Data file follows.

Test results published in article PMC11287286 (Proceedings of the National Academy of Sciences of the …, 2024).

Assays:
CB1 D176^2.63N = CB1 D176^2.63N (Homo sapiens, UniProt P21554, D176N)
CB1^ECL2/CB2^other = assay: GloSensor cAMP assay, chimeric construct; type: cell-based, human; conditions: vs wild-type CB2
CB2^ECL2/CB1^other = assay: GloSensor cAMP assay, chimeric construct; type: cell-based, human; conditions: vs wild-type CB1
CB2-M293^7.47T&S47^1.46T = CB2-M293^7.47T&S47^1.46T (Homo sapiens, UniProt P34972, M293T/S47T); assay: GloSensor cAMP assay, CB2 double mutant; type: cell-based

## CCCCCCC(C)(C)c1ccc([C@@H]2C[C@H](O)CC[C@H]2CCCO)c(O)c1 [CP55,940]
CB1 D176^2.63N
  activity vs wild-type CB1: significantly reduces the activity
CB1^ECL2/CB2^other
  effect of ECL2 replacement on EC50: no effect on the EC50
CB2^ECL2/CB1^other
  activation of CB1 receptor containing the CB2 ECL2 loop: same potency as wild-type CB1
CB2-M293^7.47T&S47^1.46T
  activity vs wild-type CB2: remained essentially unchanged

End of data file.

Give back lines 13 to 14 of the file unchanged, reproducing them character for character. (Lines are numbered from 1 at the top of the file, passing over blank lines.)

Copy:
  activation of CB1 receptor containing the CB2 ECL2 loop: same potency as wild-type CB1
CB2-M293^7.47T&S47^1.46T